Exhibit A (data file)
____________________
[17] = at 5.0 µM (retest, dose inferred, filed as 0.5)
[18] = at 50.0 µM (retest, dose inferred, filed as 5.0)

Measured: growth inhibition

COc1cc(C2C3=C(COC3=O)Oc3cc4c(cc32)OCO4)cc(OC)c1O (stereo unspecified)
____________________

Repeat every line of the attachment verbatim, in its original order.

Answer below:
[17] = at 5.0 µM (retest, dose inferred, filed as 0.5)
[18] = at 50.0 µM (retest, dose inferred, filed as 5.0)

Measured: growth inhibition

COc1cc(C2C3=C(COC3=O)Oc3cc4c(cc32)OCO4)cc(OC)c1O (stereo unspecified)